4. THE DESIGN AND IMPLEMENTATION OF AN OPTICAL ASTRONOMICAL SATELLITE TRACKING SYSTEM

    Directory of Open Access Journals (Sweden)

    F. Samadzadegan

    2013-09-01

    Full Text Available This paper presents a satellite tracking method based on optical celestial images. The proposed method is composed of two acquiring modes that are called Sidereal Stare Mode (SSM and Track Rate Mode (TRM. To track the unknown satellites, first of all the entire of the sky is observed and the primary knowledge of the satellite location is predicted in SSM. Then, the measured pointing data is calculated and used by the telescope to acquire the satellite tracking images at the appropriate time. The framework of SSM contains main steps such as the image correction due to the noise and the image background by applying the iterative filtering methods, the star detection and removal using a double gate filter and PSF concepts, the star identification for image calibration based on a star catalogue, the streak detection of the satellite using the matched filter and finally, the extraction of the celestial coordinate of the satellite as a predicted position. In TRM, the group of star streaks should be identified in the free background image. Then, Fast Fourier Transformation (FFT is applied and the characteristic of star streaks are extracted. Finally, the centroid of the satellite is estimated precisely by applying a binary mask and the right ascension and declination of it is calculated using astrometric transformation parameters. In this study, the searching and tracking algorithms is applied on the simulation images to detect and identify the satellite position in the sky. Therefore, a telescope along with a CCD camera is simulated to generate sequences images using the well-known star catalogues, the optical and orbital parameters. The precise celestial coordinate of a real satellite and two fictitious satellites are obtained from simulated images. The study results show that the accuracy of the satellite estimated position after star calibration is better than 5 arc seconds and the satellites tracking accuracy is around 1–3 arc seconds.

  5. Adaptive data rate SSMA system for personal and mobile satellite communications

    Science.gov (United States)

    Ikegami, Tetsushi; Takahashi, Takashi; Arakaki, Yoshiya; Wakana, Hiromitsu

    1995-01-01

    An adaptive data rate SSMA (spread spectrum multiple access) system is proposed for mobile and personal multimedia satellite communications without the aid of system control earth stations. This system has a constant occupied bandwidth and has variable data rates and processing gains to mitigate communication link impairments such as fading, rain attenuation and interference as well as to handle variable data rate on demand. Proof of concept hardware for 6MHz bandwidth transponder is developed, that uses offset-QPSK (quadrature phase shift keying) and MSK (minimum shift keying) for direct sequence spread spectrum modulation and handle data rates of 4k to 64kbps. The RS422 data interface, low rate voice and H.261 video codecs are installed. The receiver is designed with coherent matched filter technique to achieve fast code acquisition, AFC (automatic frequency control) and coherent detection with minimum hardware losses in a single matched filter circuit. This receiver structure facilitates variable data rate on demand during a call. This paper shows the outline of the proposed system and the performance of the prototype equipment.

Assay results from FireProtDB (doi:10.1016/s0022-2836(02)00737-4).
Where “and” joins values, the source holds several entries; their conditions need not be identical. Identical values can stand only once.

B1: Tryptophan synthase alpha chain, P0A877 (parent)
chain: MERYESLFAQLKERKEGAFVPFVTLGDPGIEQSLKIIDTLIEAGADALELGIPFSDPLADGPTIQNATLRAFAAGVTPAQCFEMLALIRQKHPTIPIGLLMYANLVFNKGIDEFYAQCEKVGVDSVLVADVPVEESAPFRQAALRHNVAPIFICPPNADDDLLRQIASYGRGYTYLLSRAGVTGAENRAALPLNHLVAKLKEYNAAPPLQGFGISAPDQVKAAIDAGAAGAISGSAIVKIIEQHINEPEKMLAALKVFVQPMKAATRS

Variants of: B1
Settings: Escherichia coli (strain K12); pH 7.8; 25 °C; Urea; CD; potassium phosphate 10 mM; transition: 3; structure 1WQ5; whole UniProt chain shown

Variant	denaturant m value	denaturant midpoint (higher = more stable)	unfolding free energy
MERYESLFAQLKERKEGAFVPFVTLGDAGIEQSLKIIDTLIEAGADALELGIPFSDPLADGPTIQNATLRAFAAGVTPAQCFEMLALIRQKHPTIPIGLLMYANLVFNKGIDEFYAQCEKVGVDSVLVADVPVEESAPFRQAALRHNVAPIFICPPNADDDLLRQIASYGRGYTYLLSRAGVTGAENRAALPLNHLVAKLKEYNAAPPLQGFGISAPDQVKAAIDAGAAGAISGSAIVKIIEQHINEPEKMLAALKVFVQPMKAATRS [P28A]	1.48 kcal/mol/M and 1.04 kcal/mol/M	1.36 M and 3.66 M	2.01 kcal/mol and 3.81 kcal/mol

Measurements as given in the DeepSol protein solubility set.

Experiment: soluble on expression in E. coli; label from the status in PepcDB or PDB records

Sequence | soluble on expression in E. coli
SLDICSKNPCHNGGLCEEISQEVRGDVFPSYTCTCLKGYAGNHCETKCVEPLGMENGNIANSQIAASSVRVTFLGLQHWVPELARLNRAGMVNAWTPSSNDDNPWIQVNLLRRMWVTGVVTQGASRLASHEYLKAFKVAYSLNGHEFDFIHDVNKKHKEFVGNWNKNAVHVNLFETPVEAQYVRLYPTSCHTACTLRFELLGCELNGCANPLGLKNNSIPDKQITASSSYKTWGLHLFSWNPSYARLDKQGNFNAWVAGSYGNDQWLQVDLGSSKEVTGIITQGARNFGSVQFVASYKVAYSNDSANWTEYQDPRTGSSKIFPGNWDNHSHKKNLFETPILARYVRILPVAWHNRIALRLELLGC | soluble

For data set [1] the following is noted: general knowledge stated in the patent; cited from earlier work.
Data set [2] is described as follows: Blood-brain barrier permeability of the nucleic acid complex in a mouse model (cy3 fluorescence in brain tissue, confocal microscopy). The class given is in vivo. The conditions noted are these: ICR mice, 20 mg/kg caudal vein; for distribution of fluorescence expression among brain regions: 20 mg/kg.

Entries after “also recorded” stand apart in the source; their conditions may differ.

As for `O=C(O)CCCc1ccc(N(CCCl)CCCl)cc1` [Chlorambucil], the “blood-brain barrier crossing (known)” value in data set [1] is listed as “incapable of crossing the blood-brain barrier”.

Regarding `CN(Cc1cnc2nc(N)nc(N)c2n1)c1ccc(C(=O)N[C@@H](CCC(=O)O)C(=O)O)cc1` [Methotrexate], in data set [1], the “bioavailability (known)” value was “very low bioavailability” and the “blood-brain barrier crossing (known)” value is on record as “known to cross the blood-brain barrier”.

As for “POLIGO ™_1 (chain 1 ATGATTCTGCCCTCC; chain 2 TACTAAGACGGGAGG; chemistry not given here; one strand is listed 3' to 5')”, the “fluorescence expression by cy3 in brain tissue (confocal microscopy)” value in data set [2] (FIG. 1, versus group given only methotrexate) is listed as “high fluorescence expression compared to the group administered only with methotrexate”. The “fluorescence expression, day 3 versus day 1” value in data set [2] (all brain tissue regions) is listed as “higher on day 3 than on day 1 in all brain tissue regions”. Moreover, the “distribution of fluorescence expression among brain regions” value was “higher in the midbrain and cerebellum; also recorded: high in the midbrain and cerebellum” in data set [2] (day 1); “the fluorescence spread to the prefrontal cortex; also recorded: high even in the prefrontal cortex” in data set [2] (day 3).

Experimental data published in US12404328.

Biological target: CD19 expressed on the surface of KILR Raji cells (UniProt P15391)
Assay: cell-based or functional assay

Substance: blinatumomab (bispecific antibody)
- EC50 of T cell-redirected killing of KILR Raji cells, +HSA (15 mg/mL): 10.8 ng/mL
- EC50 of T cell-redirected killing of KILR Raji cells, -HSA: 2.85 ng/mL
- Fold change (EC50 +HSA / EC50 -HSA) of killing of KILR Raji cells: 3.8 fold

6. Commanding and Controlling Satellite Clusters (IEEE Intelligent Systems, November/December 2000)

    National Research Council Canada - National Science Library

    Zetocha, Paul; Self, Lance; Wainwright, Ross; Burns, Rich; Brito, Margarita; Surka, Derek

    2000-01-01

    .... Recently, various organizations have begun to explore how distributed clusters of cooperating satellites can replace their larger monolithic counterparts to reduce overall costs, enhance mission...

  7. A Regional CO2 Observing System Simulation Experiment for the ASCENDS Satellite Mission

    Science.gov (United States)

    Wang, J. S.; Kawa, S. R.; Eluszkiewicz, J.; Baker, D. F.; Mountain, M.; Henderson, J.; Nehrkorn, T.; Zaccheo, T. S.

    2014-01-01

    Top-down estimates of the spatiotemporal variations in emissions and uptake of CO2 will benefit from the increasing measurement density brought by recent and future additions to the suite of in situ and remote CO2 measurement platforms. In particular, the planned NASA Active Sensing of CO2 Emissions over Nights, Days, and Seasons (ASCENDS) satellite mission will provide greater coverage in cloudy regions, at high latitudes, and at night than passive satellite systems, as well as high precision and accuracy. In a novel approach to quantifying the ability of satellite column measurements to constrain CO2 fluxes, we use a portable library of footprints (surface influence functions) generated by the WRF-STILT Lagrangian transport model in a regional Bayesian synthesis inversion. The regional Lagrangian framework is well suited to make use of ASCENDS observations to constrain fluxes at high resolution, in this case at 1 degree latitude x 1 degree longitude and weekly for North America. We consider random measurement errors only, modeled as a function of mission and instrument design specifications along with realistic atmospheric and surface conditions. We find that the ASCENDS observations could potentially reduce flux uncertainties substantially at biome and finer scales. At the 1 degree x 1 degree, weekly scale, the largest uncertainty reductions, on the order of 50 percent, occur where and when there is good coverage by observations with low measurement errors and the a priori uncertainties are large. Uncertainty reductions are smaller for a 1.57 micron candidate wavelength than for a 2.05 micron wavelength, and are smaller for the higher of the two measurement error levels that we consider (1.0 ppm vs. 0.5 ppm clear-sky error at Railroad Valley, Nevada). Uncertainty reductions at the annual, biome scale range from 40 percent to 75 percent across our four instrument design cases, and from 65 percent to 85 percent for the continent as a whole. Our uncertainty